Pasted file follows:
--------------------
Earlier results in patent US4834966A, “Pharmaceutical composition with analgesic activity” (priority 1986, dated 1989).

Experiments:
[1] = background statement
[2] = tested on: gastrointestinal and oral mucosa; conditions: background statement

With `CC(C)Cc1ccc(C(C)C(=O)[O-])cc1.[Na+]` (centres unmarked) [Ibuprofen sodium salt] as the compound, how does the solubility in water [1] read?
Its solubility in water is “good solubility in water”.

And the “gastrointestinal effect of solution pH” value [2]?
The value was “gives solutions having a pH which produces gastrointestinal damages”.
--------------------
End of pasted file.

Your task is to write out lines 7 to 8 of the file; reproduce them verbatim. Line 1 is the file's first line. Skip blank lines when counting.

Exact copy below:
And the “gastrointestinal effect of solution pH” value [2]?
The value was “gives solutions having a pH which produces gastrointestinal damages”.